Anti-gay rhetoric hurts Santorum in N.H.

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Rick Santorum debates Mitt Romney in New Hampshire. Although Santorum nearly tied Romney in Iowa, he finished fifth on Jan. 10. – Photo: Courtesy

Rick Santorum's surge to second in Iowa sent his religious right devotees over the moon and left his LGBT detractors dismayed.

Santorum's fifth place finish in New Hampshire on Jan. 10 didn't diminish the attention devoted to the most ardent Christian right candidate in the race for the GOP nomination.

"His bona fides as a religious right leader are unquestionable. But Rick Santorum isn't just close to traditional religious right organizations and activists: the former Pennsylvania senator also has ties to even the most fringe parts of the movement," reported the Right Wing Watch.

In the Iowa Caucuses on Jan. 3, Mitt Romney took first place just eight votes ahead of Santorum. Ron Paul, largely with the support of independent and younger voters, placed third, followed at a greater distance by Newt Gingrich, Rick Perry and Michele Bachmann. 

Bachmann only bested Jon Huntsman, who had opted to focus on New Hampshire instead of Iowa, and Herman Cain, who quit the race weeks before the voting.

On Jan. 4, Bachmann, who in the summer had won the Iowa straw poll, quit the race after her single digit showing in the caucuses. With her controversial husband standing to her right, the Minnesota congresswoman said, "Last night, the people of Iowa spoke with a very clear voice. So I have decided to stand aside."

A week later, in the first primary of the GOP race for the nomination, Romney took another first – this time decisively, with about 39 percent of the vote. In distant second was Paul, followed by Huntsman, Gingrich, Santorum and then Perry.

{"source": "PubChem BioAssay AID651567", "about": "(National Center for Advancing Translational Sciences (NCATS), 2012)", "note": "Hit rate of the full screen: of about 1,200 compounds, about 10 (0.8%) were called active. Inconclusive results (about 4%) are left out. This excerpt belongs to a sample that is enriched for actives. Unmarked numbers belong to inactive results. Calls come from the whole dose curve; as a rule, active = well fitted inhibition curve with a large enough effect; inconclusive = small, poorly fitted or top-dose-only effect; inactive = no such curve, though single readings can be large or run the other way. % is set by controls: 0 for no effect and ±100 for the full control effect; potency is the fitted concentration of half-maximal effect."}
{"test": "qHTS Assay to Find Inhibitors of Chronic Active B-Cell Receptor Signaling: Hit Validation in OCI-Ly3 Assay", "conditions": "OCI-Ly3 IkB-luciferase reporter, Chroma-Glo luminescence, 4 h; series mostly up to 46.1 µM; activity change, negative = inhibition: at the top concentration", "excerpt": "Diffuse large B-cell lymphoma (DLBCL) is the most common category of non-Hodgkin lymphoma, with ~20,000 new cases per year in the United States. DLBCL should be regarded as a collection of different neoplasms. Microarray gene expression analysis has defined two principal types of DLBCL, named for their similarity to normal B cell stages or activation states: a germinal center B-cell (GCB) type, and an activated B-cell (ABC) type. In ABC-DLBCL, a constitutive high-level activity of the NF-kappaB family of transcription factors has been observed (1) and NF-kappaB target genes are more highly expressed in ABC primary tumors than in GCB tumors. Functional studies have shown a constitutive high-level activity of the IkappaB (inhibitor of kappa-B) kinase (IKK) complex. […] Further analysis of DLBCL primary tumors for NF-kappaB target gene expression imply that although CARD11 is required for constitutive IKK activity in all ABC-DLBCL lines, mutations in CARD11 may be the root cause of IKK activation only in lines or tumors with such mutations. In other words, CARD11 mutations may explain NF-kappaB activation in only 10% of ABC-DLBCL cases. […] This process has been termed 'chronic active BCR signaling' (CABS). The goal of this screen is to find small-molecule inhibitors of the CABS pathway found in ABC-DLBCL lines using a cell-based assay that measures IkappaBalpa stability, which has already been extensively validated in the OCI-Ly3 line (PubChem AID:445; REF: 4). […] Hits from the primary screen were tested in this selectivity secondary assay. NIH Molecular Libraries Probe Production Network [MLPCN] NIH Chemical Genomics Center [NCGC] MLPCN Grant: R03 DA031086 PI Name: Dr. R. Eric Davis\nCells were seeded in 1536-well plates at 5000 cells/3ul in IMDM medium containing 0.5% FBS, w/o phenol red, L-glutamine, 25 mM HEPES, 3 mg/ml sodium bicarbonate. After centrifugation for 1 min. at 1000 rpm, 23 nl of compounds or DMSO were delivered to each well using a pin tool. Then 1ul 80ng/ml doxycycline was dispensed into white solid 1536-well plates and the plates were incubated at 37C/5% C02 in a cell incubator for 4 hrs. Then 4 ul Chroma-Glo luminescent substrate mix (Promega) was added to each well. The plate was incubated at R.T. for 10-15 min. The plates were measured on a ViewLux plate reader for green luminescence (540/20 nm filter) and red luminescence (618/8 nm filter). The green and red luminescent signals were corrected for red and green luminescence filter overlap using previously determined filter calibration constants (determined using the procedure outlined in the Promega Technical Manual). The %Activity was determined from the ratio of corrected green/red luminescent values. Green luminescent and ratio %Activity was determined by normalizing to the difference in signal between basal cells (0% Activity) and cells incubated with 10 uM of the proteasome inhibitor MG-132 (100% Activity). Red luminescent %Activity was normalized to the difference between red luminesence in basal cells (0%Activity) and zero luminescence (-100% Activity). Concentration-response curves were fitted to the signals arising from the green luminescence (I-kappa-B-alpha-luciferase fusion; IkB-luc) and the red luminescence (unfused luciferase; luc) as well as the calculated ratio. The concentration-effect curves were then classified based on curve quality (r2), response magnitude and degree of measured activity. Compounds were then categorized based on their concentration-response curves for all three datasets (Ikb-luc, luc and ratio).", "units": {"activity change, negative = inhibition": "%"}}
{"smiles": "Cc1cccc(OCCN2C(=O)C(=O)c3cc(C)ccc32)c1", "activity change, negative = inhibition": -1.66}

Romney's showing in the Granite State pleased officials with Log Cabin Republicans, a gay GOP group. "Romney has established himself as a candidate who can unite Republicans and a clear threat to Barack Obama in November," said LCR executive director R. Clarke Cooper. "Gov. Romney was consistently clear in the debates that he opposes discrimination based on sexual orientation. While he continues to support a constitutional amendment banning marriage equality – a position Log Cabin strongly opposes – he is also on record saying that such an amendment has been tried, rejected, and is unlikely to ever succeed. Romney has also taken a position that the repeal of 'don't ask, don't tell' has been settled, and he would not seek to reinstitute the ban on open service."

Cooper also expressed satisfaction in Paul's second place finish and Huntsman's third-place finish, noting that Paul voted against a federal marriage amendment and for the repeal of DADT and that Huntsman favors civil unions for same-sex couples.

"As the nomination process moves forward, Log Cabin Republicans suggest all the candidates recognize the lesson learned from New Hampshire: that inclusion wins," Cooper said.

But that may not be the lesson from South Carolina. 

Even before the vote in New Hampshire, where Romney had long dominated the polls, the pack was chasing votes in South Carolina, the first contest in the South and the real test of whether a candidate could trip Romney from his front-runner status.